Welcome to Definition Monday, where we define and explain a common technology or security concept for the benefit of our less experienced readers. This week: Defense In Depth.
There was a time, when the Internet was young and optimistic and not nearly so hostile as it is now, when the main defense of an Internet connected site was a single simple firewall at the network border.
Of course, this was also a time when the majority of users had a dumb terminal, if anything, that remained on their desk and the data that they worked with was on a DEC VAX or some other minicomputer maintained by the high priests of the IT department.
Those days are long, long gone.
Defense In Depth refers to an information security strategy where multiple redundant layers of defense are using to protect information assets. This strategy can mitigate technology failures, vendor-specific exploits, and multiple attack vectors that simply could not be handled by a single layer of defense.
For example, consider a Windows workstation in the controller’s office of your business. The network as a whole is probably protected by at least one firewall. There is likely a router in between this workstation and the Internet as well, which has its own abilities to accept or deny traffic. An Intrusion Detection System may be monitoring the traffic between the Internet and the computers in the controller’s department, watching for signs of attack or compromise. Finally, the machine itself is probably running a host-based firewall (either the Microsoft-supplied one that comes with Windows or a third-party installation), virus scanner, adware scanner, and so on. The thought is that if a threat manages to get past the border firewall, it still needs to get past the other measures in place before data can be compromised.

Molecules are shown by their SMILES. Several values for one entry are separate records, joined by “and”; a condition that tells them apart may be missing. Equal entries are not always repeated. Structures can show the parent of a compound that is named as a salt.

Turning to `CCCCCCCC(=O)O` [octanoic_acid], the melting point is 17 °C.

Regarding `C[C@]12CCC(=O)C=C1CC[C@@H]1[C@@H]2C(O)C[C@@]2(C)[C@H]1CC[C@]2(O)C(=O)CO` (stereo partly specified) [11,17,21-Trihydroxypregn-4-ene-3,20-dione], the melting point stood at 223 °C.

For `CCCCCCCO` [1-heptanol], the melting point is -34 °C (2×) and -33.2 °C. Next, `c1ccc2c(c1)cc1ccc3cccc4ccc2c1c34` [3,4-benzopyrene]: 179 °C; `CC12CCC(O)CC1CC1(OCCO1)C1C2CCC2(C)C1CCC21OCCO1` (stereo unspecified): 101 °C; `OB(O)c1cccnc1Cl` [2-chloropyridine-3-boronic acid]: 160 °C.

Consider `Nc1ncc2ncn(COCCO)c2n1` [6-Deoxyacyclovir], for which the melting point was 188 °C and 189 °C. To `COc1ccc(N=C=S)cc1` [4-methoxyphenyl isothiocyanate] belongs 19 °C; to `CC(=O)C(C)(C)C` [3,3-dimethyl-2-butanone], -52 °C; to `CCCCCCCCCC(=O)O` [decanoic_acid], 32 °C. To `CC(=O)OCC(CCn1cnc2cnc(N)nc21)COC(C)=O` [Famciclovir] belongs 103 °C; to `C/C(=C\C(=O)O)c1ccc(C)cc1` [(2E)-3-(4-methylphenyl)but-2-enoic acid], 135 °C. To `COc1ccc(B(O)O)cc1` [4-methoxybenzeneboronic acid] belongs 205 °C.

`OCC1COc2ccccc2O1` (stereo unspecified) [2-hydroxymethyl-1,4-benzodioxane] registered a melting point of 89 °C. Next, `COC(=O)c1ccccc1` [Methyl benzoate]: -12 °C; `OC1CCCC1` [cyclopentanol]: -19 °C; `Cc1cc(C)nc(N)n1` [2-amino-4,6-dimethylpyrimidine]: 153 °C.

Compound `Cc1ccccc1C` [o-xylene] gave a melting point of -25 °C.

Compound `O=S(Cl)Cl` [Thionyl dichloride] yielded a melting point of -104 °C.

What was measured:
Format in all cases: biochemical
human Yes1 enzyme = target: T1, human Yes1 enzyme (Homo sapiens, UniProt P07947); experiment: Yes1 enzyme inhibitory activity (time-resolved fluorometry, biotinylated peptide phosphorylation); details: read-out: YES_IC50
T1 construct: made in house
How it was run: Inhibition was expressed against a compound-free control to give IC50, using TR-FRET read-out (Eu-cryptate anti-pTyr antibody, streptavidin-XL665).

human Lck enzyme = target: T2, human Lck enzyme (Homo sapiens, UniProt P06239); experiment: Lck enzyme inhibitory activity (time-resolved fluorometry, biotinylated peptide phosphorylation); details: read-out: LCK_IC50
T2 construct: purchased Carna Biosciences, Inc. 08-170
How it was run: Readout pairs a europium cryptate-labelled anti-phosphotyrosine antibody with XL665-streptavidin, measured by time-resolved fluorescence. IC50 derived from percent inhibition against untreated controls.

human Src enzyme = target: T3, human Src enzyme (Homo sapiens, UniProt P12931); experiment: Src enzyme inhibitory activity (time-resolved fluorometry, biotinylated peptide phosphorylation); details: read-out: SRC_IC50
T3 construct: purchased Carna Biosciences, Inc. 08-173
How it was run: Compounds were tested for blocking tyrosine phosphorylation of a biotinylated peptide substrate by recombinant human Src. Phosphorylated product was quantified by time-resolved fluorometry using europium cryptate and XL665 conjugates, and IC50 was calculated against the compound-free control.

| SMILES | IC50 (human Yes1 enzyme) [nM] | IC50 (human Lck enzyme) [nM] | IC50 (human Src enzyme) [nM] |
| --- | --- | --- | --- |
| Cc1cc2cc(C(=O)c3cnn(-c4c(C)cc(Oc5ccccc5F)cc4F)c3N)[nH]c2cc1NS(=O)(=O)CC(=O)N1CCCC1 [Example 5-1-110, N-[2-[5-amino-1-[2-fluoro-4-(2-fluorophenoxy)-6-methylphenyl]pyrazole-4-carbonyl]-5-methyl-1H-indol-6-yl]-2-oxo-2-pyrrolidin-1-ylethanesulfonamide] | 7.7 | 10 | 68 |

Another example – most companies run different virus detection packages on their mail server and their workstations, despite the fact that the licensing is often more expensive than just running one in both places. Why do this? Because if a virus can elude one of those packages but not the other, it will still be stopped. But an antivirus monoculture has no such built-in safeguards.
Two things to keep in mind when deploying a Defense In Depth strategy:
- Consider mixing vendors, or at least mixing up product lines and operating systems among a single vendor’s offerings. Imagine that your office is an all-Cisco shop, from the firewall to the core routing to the wireless network. Now imagine that a new vulnerability is discovered, specific to Cisco embedded operating systems, that allows for traffic to be exfiltrated without tripping any sensors. You’re going to be a lot more vulnerable than someone who sprinkled in some snort boxes, Vyatta routers, or some other non-Cisco equipment when designing the network.
- Employing proper Defense In Depth can be expensive, especially if you go with a multi-vendor approach. It means buying multiple products with overlapping functionality. It means juggling more physical hardware. It means justifying purchasing new equipment rather than repurposing old stuff to cover a functional hole. It’s an expense that can be difficult to justify because the return on investment is not clear to the layman – but it is vitally important to make the case.
In the modern information environment, where network borders are fuzzy, where corporate data is showing up on personally owned laptops and smartphones, where people might be using their work laptop to help with their kids’ homework, the old “hard outside and a chewy center” model of a single network firewall at the office just doesn’t cut it any more. Defense In Depth is an important concept to remember when implementing your policies and technologies.